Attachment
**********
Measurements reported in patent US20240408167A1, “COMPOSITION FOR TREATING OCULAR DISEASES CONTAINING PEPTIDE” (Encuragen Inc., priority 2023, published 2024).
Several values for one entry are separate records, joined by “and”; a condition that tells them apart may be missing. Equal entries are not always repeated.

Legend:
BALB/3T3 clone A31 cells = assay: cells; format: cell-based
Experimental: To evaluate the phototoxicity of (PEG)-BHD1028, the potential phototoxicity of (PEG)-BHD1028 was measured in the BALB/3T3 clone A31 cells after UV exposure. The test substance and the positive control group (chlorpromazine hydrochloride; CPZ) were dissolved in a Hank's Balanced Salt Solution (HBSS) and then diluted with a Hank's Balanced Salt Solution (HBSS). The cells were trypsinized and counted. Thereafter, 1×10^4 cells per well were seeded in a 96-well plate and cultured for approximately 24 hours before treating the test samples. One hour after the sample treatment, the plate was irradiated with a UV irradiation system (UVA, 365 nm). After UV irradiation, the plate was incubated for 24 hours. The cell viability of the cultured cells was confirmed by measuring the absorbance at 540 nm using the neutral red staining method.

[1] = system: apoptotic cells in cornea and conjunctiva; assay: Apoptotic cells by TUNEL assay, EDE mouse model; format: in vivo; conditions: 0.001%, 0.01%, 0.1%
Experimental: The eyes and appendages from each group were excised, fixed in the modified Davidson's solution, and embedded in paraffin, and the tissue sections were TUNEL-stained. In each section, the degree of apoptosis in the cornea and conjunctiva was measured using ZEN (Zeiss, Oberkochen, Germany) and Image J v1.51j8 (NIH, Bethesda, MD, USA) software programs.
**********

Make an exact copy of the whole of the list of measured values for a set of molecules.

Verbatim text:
Measurements reported in patent US20240408167A1, “COMPOSITION FOR TREATING OCULAR DISEASES CONTAINING PEPTIDE” (Encuragen Inc., priority 2023, published 2024).
Several values for one entry are separate records, joined by “and”; a condition that tells them apart may be missing. Equal entries are not always repeated.

Legend:
BALB/3T3 clone A31 cells = assay: cells; format: cell-based
Experimental: To evaluate the phototoxicity of (PEG)-BHD1028, the potential phototoxicity of (PEG)-BHD1028 was measured in the BALB/3T3 clone A31 cells after UV exposure. The test substance and the positive control group (chlorpromazine hydrochloride; CPZ) were dissolved in a Hank's Balanced Salt Solution (HBSS) and then diluted with a Hank's Balanced Salt Solution (HBSS). The cells were trypsinized and counted. Thereafter, 1×10^4 cells per well were seeded in a 96-well plate and cultured for approximately 24 hours before treating the test samples. One hour after the sample treatment, the plate was irradiated with a UV irradiation system (UVA, 365 nm). After UV irradiation, the plate was incubated for 24 hours. The cell viability of the cultured cells was confirmed by measuring the absorbance at 540 nm using the neutral red staining method.

[1] = system: apoptotic cells in cornea and conjunctiva; assay: Apoptotic cells by TUNEL assay, EDE mouse model; format: in vivo; conditions: 0.001%, 0.01%, 0.1%
Experimental: The eyes and appendages from each group were excised, fixed in the modified Davidson's solution, and embedded in paraffin, and the tissue sections were TUNEL-stained. In each section, the degree of apoptosis in the cornea and conjunctiva was measured using ZEN (Zeiss, Oberkochen, Germany) and Image J v1.51j8 (NIH, Bethesda, MD, USA) software programs.